in cell b to the
best meansquared error (MSE) performance [31]. For the optimal Bayesian inference, the computational
target BS. The received signals during uplink training at
the target BS is written as
B
Y Sb Hb Z SH Z
b1
(1)
Cognitive Radio System with OFDM
OFDM is Orthogonal Frequency Division
where Z CTÃ—N denotes the temporally and spatially white Gaussian noise with zero mean and elementwise variance . Also, in (1), we have defined
S [S …S ]CTN and H [HH …HH ]H CBK N
Multiplexing. It is used to trim down the interference among the number of users. In this the single broadband frequency is divided into a large number of parallel
narrow band of frequencies. By this we can transmit the
1 B 1 B
for conciseness.
Pilot Contamination
b
b
In massive MIMO, the statistical knowledge of the channel matrix would be practically unknown because the size of the channel matrix would mean that an unacceptably large number of samples would be required. In this case, the standard way of estimating H is to employ the least square (LS) approach. If orthogonal pilot sequences are adopted in the bth cell,
in order with less bandwidth. This makes the channel to be frequency flat and also it eliminates reverberation. The block diagram is shown in Fig
i.e.,
SH S
I K
, and the same pilot sequences are
reused in all B cells, i.e., S1 = Â·Â·Â· = SB, the outputs of the LS estimator at the targeted BS can be written as
H 1 = SH 1 S1
1 S1Y=H1+ B
b
=1 Hb+ SH 1 S1
1 S1Z. (2)
From the perspective of the LS estimator, the assumption of using the same set of pilot sequences makes no fundamental difference in terms of estimation performance compared with using different pilots in different cells [1]. Clearly, in (2), the interfering channels will leak directly to the desired channel estimate, which gives rise to pilot contamination [1], [4], [10]. The fundamental effect of pilot contamination can also be understood from other perspective through linear estimation theory. First, we note that if the BK Ã— N channel matrix H can be estimated from the T Ã— N measurement matrix Y with sufficient accuracy, then the pilot contamination effect can be mitigated or eliminated. A straightforward requirement for an accurate channel estimation is T BK; otherwise, unknown variables will outnumber measurements and in this case accurate channel estimation is clearly impossible. Unfortunately, the requirement for accurate channel estimation usually cannot be satisfied in the massive MIMO system because most scenarios of our interests have T K and B > 1. 2 The estimation of H from the noisy underdetermined measurement has infinitely many solutions. For this reason, many speculate that the pilot contamination problem will exist regardless of which channel estimation method is used [1], [4]. Clearly, to get a correct solution, one must impose extra constraints in choosing the solution.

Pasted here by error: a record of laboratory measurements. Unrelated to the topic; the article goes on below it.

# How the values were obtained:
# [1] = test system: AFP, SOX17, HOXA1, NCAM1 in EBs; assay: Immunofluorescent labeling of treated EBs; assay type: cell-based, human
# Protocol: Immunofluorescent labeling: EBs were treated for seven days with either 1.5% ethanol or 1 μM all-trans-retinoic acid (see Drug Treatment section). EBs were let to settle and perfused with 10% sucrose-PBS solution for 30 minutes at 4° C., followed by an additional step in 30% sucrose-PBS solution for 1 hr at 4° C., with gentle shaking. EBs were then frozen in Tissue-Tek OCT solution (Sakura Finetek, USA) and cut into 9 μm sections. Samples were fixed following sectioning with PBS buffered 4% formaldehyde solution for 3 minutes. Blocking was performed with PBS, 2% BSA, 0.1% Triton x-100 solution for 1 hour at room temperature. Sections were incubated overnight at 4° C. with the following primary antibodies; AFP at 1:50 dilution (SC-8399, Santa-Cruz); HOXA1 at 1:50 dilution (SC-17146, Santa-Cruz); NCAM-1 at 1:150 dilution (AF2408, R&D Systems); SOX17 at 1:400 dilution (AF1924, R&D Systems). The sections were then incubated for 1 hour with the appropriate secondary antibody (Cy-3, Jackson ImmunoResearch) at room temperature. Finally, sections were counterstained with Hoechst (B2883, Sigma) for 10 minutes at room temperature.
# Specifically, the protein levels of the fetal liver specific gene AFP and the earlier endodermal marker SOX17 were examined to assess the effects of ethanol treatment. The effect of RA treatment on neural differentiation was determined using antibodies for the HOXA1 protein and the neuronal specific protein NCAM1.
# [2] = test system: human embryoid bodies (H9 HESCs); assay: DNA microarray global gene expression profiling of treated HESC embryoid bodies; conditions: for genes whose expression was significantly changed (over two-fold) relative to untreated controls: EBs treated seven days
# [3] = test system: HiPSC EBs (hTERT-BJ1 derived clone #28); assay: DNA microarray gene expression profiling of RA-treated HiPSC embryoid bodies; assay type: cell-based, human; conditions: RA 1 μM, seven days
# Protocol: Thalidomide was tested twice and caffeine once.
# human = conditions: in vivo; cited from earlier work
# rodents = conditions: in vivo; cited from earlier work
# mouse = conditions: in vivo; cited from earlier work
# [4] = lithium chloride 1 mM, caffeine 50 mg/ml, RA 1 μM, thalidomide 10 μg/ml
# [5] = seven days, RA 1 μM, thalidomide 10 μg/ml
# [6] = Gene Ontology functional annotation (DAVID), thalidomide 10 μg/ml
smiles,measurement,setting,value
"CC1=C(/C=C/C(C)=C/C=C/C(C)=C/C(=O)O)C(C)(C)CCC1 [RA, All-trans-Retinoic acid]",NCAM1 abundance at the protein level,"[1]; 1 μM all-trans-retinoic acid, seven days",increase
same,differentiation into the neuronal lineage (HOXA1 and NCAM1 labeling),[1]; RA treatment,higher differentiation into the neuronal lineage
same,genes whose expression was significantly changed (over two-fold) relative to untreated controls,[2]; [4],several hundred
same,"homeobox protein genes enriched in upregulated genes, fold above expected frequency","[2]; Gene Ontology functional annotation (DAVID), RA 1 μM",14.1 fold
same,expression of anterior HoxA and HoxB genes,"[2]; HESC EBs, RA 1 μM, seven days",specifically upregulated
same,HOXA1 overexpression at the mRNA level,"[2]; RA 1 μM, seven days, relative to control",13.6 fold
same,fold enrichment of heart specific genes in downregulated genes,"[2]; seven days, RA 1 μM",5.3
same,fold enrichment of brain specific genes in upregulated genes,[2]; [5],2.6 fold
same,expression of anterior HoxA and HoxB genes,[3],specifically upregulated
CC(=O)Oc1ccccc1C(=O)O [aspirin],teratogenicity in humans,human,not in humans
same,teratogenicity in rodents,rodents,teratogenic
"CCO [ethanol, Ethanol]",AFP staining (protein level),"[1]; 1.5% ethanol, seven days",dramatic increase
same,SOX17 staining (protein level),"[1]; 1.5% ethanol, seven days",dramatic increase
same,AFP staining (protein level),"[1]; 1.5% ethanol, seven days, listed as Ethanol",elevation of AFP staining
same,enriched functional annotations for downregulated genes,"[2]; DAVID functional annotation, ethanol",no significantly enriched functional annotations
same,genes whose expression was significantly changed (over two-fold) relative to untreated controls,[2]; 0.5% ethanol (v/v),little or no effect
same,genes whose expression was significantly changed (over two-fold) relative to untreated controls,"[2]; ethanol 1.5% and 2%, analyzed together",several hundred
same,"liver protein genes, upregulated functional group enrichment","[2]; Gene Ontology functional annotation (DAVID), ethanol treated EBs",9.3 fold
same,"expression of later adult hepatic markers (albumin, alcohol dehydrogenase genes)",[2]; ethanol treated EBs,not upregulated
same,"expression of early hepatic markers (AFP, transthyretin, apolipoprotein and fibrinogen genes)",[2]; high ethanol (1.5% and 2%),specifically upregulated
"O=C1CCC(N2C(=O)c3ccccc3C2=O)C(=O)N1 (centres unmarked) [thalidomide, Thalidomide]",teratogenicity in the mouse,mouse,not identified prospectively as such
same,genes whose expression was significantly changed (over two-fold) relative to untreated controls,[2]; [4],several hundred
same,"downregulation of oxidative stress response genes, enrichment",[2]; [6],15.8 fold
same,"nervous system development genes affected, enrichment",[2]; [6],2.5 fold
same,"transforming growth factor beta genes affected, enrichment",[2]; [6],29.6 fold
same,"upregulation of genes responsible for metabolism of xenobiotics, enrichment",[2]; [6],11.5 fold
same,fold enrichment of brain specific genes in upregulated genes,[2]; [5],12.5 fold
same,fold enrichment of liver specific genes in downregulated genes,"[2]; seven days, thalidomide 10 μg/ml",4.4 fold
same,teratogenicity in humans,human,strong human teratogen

Fig 2: Cognitive radio transmitter with OFDM
Fig 3: Cognitive radio receiver with OFDM
Thus from this block diagram we can infer that the OFDM intrinsic systemproduce orthogonal carriers by using the Inverse Fast Fourier Transform (IFFT). In addition to that IFFT is also used to lift up the frequency used in the baseband to that of transmittable high frequency. Thus this mitigate the interference among the carriers of nearer frequencies. Moreover the cyclic prefix addition makes us to reduce the most significant problem of the digital contact that is the Inter Symbol Interference (ISI).
By using the frequency response of subcarrier used for broadcast, the amount of information for each subband can be altered. Conversely these narrow bands have a smaller amount frequency selective fading. So the OFDM also conserves the bandwidth along with improved data rate to the highest degree which is the main intention. These character made OFDM to be more suitable for MIMO. In addition to that the OFDM technique provides very less BER even for negative SNR that makes the system to be more consistent.
Approximate message passing (AMP) for Massive MIMO detection
In this exposition, we want to highlight that the approximate message passing (AMP) has superior
complexity when serving the Massive MIMO uplink detection, although AMP was initially proposed for solving a LASSO problem [DMM09]. Regarding expository detail about why AMP works, please see [BM11].
Regarding the problem of Massive MIMO uplink detection [HBD13], the architecture serves tens of users by employing hundreds of antennas,
y=Hx+w y=Hx+w
where the channel HCmÃ—nHCmÃ—n has its elements sampled from NC(0,1/m)NC(0,1/m) , mnmn , yCmyCm is the received signal, AWGN noise components wiwi are i.i.d with NC(0,2)NC(0,2) ; regarding the transmitted xx , we only assume that its zero mean and finite variance 2ss2 .